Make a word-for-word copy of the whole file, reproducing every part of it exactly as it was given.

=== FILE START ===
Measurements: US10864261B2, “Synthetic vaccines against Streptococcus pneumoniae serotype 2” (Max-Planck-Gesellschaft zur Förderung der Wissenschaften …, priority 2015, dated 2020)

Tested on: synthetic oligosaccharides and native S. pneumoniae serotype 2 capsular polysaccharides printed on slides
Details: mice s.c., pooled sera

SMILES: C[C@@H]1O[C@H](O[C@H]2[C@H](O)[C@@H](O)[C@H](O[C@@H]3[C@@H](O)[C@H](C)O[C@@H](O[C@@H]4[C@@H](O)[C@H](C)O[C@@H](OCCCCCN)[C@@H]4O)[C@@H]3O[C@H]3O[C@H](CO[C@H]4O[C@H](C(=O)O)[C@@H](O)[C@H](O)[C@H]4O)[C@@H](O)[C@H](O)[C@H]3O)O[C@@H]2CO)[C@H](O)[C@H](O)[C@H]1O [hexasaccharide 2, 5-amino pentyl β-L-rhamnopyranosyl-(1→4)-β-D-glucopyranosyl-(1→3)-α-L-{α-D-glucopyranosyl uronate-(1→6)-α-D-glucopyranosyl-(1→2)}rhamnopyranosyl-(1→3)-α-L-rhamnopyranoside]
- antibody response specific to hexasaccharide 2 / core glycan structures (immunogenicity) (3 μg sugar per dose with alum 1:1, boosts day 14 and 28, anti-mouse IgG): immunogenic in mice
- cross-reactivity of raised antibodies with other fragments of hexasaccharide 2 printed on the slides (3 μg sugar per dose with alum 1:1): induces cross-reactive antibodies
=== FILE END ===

Measurements: US10864261B2, “Synthetic vaccines against Streptococcus pneumoniae serotype 2” (Max-Planck-Gesellschaft zur Förderung der Wissenschaften …, priority 2015, dated 2020)

Tested on: synthetic oligosaccharides and native S. pneumoniae serotype 2 capsular polysaccharides printed on slides
Details: mice s.c., pooled sera

SMILES: C[C@@H]1O[C@H](O[C@H]2[C@H](O)[C@@H](O)[C@H](O[C@@H]3[C@@H](O)[C@H](C)O[C@@H](O[C@@H]4[C@@H](O)[C@H](C)O[C@@H](OCCCCCN)[C@@H]4O)[C@@H]3O[C@H]3O[C@H](CO[C@H]4O[C@H](C(=O)O)[C@@H](O)[C@H](O)[C@H]4O)[C@@H](O)[C@H](O)[C@H]3O)O[C@@H]2CO)[C@H](O)[C@H](O)[C@H]1O [hexasaccharide 2, 5-amino pentyl β-L-rhamnopyranosyl-(1→4)-β-D-glucopyranosyl-(1→3)-α-L-{α-D-glucopyranosyl uronate-(1→6)-α-D-glucopyranosyl-(1→2)}rhamnopyranosyl-(1→3)-α-L-rhamnopyranoside]
- antibody response specific to hexasaccharide 2 / core glycan structures (immunogenicity) (3 μg sugar per dose with alum 1:1, boosts day 14 and 28, anti-mouse IgG): immunogenic in mice
- cross-reactivity of raised antibodies with other fragments of hexasaccharide 2 printed on the slides (3 μg sugar per dose with alum 1:1): induces cross-reactive antibodies